Friday 25th May 2012 - Captains Pool and Penny Hill Bank

This morning I started the day by popping around to Tony's to check on the moth trap.  I had set it up on his waterside bit of land that he leaves as a wildflower garden.  I am trying to build a list of moths for Captains Pool as it is part of my patch so Tony very kindly lets me run it here (and plies me with the finest hot beverages too!)

On checking the trap I lost 2 macros immediately as the box had already warmed up enough for them to be active.  In the box there were 5 macro moths:  2 Treble Lines, 2 May Highflyer and 1 unidentified.  Also present was a Phryganea grandis Caddis Fly.  This moth like fly is Britain's largest Caddis fly and it's body is almost an inch in length and its antennae about the same length again.

Treble Lines (Charanyca trigrammica)

May Highflyer (Hydriomena impluviata)

Caddis Fly (Phryganea grandis)


From Captains Pool we headed over to Penny Hill Bank NR near Martley.  Its one of the Worcestershire Wildlife Trusts lesser known reserves and is a wonderfully preserved fragment of Limestone grassland that is rich in wildflowers and insects. Click on below link for more info:

Whilst we were at Penny Hill there were a variety of butterflies on the wing.  We recorded good 10+ Dingy Skipper, 4 Brown Argus, 3 Common Blue, 1 Orange Tip, 1 Large White, 1 Small White, 1 Small Tortoiseshell and 2 Speckled Wood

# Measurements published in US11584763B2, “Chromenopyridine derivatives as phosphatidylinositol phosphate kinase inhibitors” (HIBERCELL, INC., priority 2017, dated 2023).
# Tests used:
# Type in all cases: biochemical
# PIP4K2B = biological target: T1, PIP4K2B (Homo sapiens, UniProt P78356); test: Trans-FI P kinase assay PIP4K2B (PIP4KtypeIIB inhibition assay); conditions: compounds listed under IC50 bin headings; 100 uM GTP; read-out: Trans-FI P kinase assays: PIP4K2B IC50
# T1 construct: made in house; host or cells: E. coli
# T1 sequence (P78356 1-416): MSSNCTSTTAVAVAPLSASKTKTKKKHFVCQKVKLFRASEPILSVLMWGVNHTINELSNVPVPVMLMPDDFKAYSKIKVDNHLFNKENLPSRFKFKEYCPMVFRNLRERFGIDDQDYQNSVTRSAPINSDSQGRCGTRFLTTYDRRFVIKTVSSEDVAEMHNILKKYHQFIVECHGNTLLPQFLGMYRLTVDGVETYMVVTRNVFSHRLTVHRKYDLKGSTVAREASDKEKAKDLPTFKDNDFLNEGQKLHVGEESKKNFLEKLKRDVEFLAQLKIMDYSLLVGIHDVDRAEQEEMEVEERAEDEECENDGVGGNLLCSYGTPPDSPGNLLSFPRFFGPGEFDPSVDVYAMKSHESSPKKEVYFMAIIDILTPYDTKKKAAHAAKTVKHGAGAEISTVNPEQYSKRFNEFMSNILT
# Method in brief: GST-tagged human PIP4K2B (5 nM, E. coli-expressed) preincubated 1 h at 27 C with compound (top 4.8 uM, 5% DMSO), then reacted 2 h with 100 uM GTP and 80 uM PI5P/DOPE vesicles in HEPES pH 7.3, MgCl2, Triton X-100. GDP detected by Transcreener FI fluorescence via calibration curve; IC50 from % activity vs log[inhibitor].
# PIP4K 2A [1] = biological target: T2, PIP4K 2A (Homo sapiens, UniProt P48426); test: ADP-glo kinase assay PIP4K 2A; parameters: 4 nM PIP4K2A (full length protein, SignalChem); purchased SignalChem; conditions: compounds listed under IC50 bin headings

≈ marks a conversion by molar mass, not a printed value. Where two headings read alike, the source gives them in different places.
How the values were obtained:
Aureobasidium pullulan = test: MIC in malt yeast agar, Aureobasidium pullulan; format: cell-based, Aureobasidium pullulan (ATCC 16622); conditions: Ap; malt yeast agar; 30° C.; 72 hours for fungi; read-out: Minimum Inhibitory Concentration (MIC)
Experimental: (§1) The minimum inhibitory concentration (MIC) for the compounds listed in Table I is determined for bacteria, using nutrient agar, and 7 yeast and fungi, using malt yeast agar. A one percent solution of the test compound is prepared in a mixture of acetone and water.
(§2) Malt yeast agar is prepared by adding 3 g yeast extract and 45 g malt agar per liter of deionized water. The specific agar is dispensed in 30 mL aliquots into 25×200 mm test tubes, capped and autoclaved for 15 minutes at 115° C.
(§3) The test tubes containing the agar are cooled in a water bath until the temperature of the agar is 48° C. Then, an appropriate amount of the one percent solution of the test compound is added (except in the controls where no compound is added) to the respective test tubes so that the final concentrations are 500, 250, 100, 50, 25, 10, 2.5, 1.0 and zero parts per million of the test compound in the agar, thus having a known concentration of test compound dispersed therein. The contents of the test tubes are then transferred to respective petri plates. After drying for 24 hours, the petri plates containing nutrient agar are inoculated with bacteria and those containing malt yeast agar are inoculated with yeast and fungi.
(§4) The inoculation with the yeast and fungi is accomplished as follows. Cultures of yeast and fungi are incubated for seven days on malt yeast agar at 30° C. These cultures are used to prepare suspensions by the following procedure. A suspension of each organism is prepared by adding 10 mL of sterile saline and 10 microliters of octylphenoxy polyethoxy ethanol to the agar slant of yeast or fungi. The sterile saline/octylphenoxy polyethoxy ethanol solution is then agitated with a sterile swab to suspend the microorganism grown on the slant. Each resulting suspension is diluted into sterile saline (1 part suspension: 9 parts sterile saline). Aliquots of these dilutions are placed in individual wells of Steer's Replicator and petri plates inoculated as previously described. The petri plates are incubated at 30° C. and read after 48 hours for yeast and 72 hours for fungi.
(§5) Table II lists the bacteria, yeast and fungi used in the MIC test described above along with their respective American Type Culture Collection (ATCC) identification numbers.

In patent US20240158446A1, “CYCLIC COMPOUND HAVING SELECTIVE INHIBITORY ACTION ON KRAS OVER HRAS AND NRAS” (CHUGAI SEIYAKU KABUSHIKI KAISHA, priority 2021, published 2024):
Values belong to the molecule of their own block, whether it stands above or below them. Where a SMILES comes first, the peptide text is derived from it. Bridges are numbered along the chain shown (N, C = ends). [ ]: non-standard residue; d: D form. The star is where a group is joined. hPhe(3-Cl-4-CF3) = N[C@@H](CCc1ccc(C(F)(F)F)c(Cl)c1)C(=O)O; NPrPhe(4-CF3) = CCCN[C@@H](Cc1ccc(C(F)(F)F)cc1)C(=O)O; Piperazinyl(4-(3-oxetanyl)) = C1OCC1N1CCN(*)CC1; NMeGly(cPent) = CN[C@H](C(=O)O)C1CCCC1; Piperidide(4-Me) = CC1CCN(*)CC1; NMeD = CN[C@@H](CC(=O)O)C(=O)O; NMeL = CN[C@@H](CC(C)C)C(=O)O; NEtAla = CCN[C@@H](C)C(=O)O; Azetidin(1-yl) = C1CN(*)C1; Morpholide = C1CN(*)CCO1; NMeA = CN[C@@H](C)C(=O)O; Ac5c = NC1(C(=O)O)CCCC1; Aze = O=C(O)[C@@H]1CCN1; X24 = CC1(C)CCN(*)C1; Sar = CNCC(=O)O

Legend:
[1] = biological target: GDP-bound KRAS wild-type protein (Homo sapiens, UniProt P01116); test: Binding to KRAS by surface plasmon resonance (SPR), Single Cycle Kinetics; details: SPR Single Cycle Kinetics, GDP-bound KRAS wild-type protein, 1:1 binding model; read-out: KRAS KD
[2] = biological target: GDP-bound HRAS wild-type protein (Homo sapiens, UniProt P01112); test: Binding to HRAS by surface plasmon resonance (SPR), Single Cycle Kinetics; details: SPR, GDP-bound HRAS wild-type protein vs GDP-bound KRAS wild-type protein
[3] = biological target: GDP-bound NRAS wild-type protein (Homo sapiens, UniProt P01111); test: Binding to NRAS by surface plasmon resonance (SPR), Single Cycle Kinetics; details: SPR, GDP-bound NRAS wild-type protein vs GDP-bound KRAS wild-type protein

Also of interest were 4 Burnett Companion moths and a Hairy Shieldbug.  Small numbers of Common Spotted Orchid were in bloom.

In the small pool behind the reserve we saw 2 Great Crested Newts and double figures of Smooth Newt.  A Beautiful Demoiselle damselfly was also present.

Brown Argus

Hairy Shieldbug (Dolycoris baccarum)


  1. It's strange the way the shieldbug leaves the ends of its wings exposed like that.

    Nice to see the Brown Argus - seen the odd common blue but haven't clocked one of those yet.

  2. Nice set of insects Jase, getting well into them here too :-)

  3. I`ve forgot what moths look like.

  4. The Brown Argus is very pretty. I clicked your link; fascinating site, and now I can picture where you live! Lovely part of the country.

  5. Rob - It is strange Rob...there must be some advantage to them being held like that but I'm not sure what...more reading required!

    Warren - Thanks's pretty much all about the inverts for me at the mo (unless one of those many Bee Eaters that are in the uk turns up locally!)...saying that I would settle for a patch Hobby!

    Dean - You need to get out and check those lights at Matalan mate!

  6. A good selection of insects there Jason. A fascinating world I think!

  7. Jan - Thankyou...I agree it is fascinating!